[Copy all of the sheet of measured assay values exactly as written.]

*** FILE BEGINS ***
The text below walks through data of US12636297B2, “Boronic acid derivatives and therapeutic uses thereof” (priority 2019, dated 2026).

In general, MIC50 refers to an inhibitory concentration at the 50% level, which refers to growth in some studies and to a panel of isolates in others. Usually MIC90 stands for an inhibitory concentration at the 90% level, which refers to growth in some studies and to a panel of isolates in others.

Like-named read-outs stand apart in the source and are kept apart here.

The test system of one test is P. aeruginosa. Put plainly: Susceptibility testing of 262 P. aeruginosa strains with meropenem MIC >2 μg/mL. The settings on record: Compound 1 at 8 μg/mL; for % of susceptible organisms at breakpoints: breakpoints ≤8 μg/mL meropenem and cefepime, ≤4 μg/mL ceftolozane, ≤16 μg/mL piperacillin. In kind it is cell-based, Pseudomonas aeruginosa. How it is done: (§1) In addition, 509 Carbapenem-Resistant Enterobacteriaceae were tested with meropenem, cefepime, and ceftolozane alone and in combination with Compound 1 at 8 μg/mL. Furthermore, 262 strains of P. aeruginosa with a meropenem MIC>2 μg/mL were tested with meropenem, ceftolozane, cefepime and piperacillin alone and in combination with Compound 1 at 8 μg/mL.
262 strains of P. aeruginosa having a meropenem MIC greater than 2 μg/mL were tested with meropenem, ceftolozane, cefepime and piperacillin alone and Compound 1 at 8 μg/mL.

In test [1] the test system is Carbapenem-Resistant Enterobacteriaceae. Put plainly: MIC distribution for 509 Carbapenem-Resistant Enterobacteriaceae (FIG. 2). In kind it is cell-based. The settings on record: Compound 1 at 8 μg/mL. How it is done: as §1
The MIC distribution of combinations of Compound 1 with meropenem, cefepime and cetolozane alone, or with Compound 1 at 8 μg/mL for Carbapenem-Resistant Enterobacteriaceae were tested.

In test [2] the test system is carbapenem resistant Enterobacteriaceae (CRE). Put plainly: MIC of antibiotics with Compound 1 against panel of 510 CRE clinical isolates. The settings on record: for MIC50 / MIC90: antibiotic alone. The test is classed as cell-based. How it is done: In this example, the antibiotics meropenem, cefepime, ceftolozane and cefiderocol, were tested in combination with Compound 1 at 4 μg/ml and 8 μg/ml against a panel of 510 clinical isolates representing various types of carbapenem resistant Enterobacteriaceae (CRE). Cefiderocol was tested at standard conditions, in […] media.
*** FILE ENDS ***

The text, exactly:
The text below walks through data of US12636297B2, “Boronic acid derivatives and therapeutic uses thereof” (priority 2019, dated 2026).

In general, MIC50 refers to an inhibitory concentration at the 50% level, which refers to growth in some studies and to a panel of isolates in others. Usually MIC90 stands for an inhibitory concentration at the 90% level, which refers to growth in some studies and to a panel of isolates in others.

Like-named read-outs stand apart in the source and are kept apart here.

The test system of one test is P. aeruginosa. Put plainly: Susceptibility testing of 262 P. aeruginosa strains with meropenem MIC >2 μg/mL. The settings on record: Compound 1 at 8 μg/mL; for % of susceptible organisms at breakpoints: breakpoints ≤8 μg/mL meropenem and cefepime, ≤4 μg/mL ceftolozane, ≤16 μg/mL piperacillin. In kind it is cell-based, Pseudomonas aeruginosa. How it is done: (§1) In addition, 509 Carbapenem-Resistant Enterobacteriaceae were tested with meropenem, cefepime, and ceftolozane alone and in combination with Compound 1 at 8 μg/mL. Furthermore, 262 strains of P. aeruginosa with a meropenem MIC>2 μg/mL were tested with meropenem, ceftolozane, cefepime and piperacillin alone and in combination with Compound 1 at 8 μg/mL.
262 strains of P. aeruginosa having a meropenem MIC greater than 2 μg/mL were tested with meropenem, ceftolozane, cefepime and piperacillin alone and Compound 1 at 8 μg/mL.

In test [1] the test system is Carbapenem-Resistant Enterobacteriaceae. Put plainly: MIC distribution for 509 Carbapenem-Resistant Enterobacteriaceae (FIG. 2). In kind it is cell-based. The settings on record: Compound 1 at 8 μg/mL. How it is done: as §1
The MIC distribution of combinations of Compound 1 with meropenem, cefepime and cetolozane alone, or with Compound 1 at 8 μg/mL for Carbapenem-Resistant Enterobacteriaceae were tested.

In test [2] the test system is carbapenem resistant Enterobacteriaceae (CRE). Put plainly: MIC of antibiotics with Compound 1 against panel of 510 CRE clinical isolates. The settings on record: for MIC50 / MIC90: antibiotic alone. The test is classed as cell-based. How it is done: In this example, the antibiotics meropenem, cefepime, ceftolozane and cefiderocol, were tested in combination with Compound 1 at 4 μg/ml and 8 μg/ml against a panel of 510 clinical isolates representing various types of carbapenem resistant Enterobacteriaceae (CRE). Cefiderocol was tested at standard conditions, in […] media.